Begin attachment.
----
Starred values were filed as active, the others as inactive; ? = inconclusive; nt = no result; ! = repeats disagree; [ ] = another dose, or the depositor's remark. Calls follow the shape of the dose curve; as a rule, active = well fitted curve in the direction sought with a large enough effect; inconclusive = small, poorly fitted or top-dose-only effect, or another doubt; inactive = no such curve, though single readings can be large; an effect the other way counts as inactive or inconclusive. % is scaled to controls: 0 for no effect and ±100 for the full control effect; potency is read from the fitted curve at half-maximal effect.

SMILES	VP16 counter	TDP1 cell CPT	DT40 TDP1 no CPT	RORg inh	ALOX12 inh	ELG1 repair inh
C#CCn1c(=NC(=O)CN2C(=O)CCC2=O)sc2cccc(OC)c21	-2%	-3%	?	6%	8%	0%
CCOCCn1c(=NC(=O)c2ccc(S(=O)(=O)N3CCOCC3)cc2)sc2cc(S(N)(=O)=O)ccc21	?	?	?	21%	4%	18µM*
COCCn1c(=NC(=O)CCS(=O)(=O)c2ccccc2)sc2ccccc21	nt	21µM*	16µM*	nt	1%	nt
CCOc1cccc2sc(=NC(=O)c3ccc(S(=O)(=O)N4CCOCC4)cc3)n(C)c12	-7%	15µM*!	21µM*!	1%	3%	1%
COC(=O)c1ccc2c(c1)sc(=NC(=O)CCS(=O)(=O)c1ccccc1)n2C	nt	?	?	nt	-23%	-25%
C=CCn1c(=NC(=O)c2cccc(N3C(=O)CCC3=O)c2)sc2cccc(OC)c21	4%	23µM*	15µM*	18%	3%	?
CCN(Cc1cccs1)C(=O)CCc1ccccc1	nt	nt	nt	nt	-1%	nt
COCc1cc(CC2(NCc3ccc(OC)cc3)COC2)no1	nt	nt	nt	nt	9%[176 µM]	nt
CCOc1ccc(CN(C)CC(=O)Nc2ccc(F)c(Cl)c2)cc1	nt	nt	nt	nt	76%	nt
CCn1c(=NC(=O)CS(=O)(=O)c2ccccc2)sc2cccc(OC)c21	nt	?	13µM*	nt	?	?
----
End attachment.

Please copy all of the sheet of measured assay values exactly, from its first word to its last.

Starred values were filed as active, the others as inactive; ? = inconclusive; nt = no result; ! = repeats disagree; [ ] = another dose, or the depositor's remark. Calls follow the shape of the dose curve; as a rule, active = well fitted curve in the direction sought with a large enough effect; inconclusive = small, poorly fitted or top-dose-only effect, or another doubt; inactive = no such curve, though single readings can be large; an effect the other way counts as inactive or inconclusive. % is scaled to controls: 0 for no effect and ±100 for the full control effect; potency is read from the fitted curve at half-maximal effect.

SMILES	VP16 counter	TDP1 cell CPT	DT40 TDP1 no CPT	RORg inh	ALOX12 inh	ELG1 repair inh
C#CCn1c(=NC(=O)CN2C(=O)CCC2=O)sc2cccc(OC)c21	-2%	-3%	?	6%	8%	0%
CCOCCn1c(=NC(=O)c2ccc(S(=O)(=O)N3CCOCC3)cc2)sc2cc(S(N)(=O)=O)ccc21	?	?	?	21%	4%	18µM*
COCCn1c(=NC(=O)CCS(=O)(=O)c2ccccc2)sc2ccccc21	nt	21µM*	16µM*	nt	1%	nt
CCOc1cccc2sc(=NC(=O)c3ccc(S(=O)(=O)N4CCOCC4)cc3)n(C)c12	-7%	15µM*!	21µM*!	1%	3%	1%
COC(=O)c1ccc2c(c1)sc(=NC(=O)CCS(=O)(=O)c1ccccc1)n2C	nt	?	?	nt	-23%	-25%
C=CCn1c(=NC(=O)c2cccc(N3C(=O)CCC3=O)c2)sc2cccc(OC)c21	4%	23µM*	15µM*	18%	3%	?
CCN(Cc1cccs1)C(=O)CCc1ccccc1	nt	nt	nt	nt	-1%	nt
COCc1cc(CC2(NCc3ccc(OC)cc3)COC2)no1	nt	nt	nt	nt	9%[176 µM]	nt
CCOc1ccc(CN(C)CC(=O)Nc2ccc(F)c(Cl)c2)cc1	nt	nt	nt	nt	76%	nt
CCn1c(=NC(=O)CS(=O)(=O)c2ccccc2)sc2cccc(OC)c21	nt	?	13µM*	nt	?	?